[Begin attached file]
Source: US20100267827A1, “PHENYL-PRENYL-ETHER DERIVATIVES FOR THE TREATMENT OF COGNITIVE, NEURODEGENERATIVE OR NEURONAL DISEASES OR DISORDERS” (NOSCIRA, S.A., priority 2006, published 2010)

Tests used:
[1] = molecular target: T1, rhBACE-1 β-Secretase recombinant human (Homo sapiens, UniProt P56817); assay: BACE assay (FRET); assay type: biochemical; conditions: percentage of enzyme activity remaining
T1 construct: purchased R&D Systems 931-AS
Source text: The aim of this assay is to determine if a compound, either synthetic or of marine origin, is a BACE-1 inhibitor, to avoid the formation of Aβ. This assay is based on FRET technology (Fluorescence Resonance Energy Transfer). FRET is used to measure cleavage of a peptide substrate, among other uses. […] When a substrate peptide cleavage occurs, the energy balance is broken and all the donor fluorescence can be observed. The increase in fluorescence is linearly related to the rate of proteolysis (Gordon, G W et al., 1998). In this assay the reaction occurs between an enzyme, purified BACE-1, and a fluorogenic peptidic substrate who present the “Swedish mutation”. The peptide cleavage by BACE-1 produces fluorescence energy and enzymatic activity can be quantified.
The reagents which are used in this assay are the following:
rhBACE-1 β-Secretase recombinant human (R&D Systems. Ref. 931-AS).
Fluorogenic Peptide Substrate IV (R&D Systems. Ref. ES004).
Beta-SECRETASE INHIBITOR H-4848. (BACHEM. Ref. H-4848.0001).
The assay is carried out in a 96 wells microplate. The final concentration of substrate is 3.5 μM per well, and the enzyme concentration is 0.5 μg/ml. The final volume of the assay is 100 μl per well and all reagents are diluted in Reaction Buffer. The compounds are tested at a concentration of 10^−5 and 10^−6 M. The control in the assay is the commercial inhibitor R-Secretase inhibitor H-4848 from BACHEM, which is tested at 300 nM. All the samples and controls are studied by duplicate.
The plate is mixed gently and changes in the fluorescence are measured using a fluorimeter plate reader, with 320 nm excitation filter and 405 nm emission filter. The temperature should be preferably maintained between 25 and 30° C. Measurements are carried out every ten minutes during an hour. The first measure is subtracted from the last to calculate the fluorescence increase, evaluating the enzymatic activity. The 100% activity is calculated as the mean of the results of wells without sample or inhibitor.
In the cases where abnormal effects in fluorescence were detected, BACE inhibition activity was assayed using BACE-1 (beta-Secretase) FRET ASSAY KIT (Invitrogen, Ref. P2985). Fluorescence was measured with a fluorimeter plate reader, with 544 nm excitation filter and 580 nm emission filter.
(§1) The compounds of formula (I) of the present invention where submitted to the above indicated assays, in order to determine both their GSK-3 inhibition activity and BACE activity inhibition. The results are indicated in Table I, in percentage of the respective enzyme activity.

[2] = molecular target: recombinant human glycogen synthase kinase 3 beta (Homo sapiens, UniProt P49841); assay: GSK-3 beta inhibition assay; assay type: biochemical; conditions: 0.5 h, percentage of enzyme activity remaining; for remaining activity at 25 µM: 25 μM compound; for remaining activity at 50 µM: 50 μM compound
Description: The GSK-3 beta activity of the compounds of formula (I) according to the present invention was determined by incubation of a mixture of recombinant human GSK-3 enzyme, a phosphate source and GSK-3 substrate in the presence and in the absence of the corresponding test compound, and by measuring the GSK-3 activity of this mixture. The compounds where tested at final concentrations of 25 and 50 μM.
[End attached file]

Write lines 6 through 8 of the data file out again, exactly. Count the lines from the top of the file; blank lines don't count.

The reagents which are used in this assay are the following:
rhBACE-1 β-Secretase recombinant human (R&D Systems. Ref. 931-AS).
Fluorogenic Peptide Substrate IV (R&D Systems. Ref. ES004).